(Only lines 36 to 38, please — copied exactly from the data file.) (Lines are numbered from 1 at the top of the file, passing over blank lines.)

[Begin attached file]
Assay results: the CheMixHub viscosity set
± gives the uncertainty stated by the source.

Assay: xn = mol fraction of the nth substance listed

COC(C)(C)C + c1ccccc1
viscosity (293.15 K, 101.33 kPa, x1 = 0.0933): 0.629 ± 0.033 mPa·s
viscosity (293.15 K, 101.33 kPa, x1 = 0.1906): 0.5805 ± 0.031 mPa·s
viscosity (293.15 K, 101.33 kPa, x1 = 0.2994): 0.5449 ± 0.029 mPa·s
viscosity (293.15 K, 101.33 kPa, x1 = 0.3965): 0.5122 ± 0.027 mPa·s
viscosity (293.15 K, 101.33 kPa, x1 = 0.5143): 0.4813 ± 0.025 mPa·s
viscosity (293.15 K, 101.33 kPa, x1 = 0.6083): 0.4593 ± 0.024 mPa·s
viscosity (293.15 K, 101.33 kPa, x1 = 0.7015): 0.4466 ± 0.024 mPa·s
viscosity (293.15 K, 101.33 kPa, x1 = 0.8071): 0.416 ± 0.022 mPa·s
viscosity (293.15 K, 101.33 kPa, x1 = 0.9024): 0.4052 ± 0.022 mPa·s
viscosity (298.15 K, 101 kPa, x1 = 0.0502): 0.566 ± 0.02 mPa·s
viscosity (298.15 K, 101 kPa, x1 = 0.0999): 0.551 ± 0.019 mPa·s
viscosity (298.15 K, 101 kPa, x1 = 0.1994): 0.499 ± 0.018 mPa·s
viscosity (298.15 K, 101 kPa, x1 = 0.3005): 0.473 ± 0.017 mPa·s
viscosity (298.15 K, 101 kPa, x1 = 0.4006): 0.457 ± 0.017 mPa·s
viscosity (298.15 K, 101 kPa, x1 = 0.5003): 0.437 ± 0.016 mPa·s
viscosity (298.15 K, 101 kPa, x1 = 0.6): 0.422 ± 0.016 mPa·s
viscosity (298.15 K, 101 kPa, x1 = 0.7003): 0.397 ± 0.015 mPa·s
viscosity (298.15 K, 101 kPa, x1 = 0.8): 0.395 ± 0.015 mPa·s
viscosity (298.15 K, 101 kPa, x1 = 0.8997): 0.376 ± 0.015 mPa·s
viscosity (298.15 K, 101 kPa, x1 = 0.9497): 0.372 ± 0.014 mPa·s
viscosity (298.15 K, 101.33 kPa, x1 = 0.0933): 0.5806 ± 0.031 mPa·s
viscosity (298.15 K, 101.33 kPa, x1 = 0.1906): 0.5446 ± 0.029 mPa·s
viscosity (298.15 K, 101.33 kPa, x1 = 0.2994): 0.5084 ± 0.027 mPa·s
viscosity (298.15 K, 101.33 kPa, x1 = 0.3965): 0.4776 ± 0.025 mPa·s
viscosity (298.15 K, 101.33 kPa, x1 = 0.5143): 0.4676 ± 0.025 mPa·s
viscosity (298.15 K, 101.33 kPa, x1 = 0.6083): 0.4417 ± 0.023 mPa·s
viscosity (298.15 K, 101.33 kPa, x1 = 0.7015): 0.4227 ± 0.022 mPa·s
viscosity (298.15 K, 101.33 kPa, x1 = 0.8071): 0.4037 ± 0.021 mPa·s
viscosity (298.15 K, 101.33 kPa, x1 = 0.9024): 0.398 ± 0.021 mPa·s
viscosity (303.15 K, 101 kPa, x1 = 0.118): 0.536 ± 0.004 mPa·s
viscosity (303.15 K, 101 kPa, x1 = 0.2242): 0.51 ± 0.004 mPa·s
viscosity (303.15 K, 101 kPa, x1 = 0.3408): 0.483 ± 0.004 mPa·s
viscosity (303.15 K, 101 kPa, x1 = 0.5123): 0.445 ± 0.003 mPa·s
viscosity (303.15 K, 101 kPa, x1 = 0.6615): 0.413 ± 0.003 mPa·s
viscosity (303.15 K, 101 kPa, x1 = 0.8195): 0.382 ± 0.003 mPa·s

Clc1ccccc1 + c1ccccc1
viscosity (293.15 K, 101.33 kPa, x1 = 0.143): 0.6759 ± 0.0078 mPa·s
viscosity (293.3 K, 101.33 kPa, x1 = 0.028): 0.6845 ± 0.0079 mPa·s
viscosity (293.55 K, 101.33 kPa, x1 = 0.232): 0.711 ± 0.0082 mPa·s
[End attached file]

viscosity (303.15 K, 101 kPa, x1 = 0.3408): 0.483 ± 0.004 mPa·s
viscosity (303.15 K, 101 kPa, x1 = 0.5123): 0.445 ± 0.003 mPa·s
viscosity (303.15 K, 101 kPa, x1 = 0.6615): 0.413 ± 0.003 mPa·s